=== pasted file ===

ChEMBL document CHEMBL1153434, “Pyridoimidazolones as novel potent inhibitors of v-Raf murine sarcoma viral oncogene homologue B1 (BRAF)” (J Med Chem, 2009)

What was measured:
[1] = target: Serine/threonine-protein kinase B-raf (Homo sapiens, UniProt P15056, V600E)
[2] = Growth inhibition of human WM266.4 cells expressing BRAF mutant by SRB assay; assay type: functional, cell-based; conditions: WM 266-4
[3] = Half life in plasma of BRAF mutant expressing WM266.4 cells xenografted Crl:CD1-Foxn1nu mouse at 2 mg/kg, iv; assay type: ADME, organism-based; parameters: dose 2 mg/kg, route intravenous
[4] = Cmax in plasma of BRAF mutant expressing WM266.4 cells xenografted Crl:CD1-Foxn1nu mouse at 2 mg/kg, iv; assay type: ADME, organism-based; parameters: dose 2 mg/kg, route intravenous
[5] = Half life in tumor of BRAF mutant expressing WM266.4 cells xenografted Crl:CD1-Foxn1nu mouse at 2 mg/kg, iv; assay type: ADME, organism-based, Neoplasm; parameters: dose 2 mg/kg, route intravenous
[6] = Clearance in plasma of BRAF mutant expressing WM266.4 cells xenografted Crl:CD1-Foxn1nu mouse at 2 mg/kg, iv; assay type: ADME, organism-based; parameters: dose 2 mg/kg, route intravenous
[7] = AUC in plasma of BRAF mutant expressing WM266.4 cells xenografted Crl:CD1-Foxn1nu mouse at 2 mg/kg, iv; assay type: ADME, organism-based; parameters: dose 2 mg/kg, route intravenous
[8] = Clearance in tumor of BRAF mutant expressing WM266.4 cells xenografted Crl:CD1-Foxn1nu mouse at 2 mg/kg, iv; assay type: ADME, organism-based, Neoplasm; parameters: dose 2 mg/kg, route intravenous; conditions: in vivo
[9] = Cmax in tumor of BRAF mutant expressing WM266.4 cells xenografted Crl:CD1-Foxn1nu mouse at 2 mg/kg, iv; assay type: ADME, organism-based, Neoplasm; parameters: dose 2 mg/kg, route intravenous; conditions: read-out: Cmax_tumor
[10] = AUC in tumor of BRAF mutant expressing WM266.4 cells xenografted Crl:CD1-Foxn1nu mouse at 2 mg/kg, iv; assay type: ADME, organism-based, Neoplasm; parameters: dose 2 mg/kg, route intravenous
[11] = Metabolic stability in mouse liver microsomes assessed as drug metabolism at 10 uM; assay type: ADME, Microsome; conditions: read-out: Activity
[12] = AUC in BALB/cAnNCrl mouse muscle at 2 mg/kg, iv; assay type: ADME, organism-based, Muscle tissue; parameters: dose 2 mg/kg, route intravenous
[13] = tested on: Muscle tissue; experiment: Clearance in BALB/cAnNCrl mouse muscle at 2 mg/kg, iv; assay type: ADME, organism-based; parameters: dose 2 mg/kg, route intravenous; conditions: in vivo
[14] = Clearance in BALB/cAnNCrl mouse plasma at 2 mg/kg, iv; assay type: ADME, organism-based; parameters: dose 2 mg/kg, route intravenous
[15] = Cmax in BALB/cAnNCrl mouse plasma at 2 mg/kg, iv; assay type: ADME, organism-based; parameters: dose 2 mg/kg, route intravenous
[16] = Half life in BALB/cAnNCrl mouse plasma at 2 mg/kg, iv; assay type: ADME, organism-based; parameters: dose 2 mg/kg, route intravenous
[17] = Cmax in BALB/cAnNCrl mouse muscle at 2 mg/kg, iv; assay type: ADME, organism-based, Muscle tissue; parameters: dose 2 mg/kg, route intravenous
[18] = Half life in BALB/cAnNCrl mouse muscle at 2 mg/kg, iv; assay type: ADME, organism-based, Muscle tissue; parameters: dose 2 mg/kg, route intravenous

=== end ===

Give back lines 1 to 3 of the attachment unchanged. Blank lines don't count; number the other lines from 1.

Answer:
ChEMBL document CHEMBL1153434, “Pyridoimidazolones as novel potent inhibitors of v-Raf murine sarcoma viral oncogene homologue B1 (BRAF)” (J Med Chem, 2009)

What was measured:
[1] = target: Serine/threonine-protein kinase B-raf (Homo sapiens, UniProt P15056, V600E)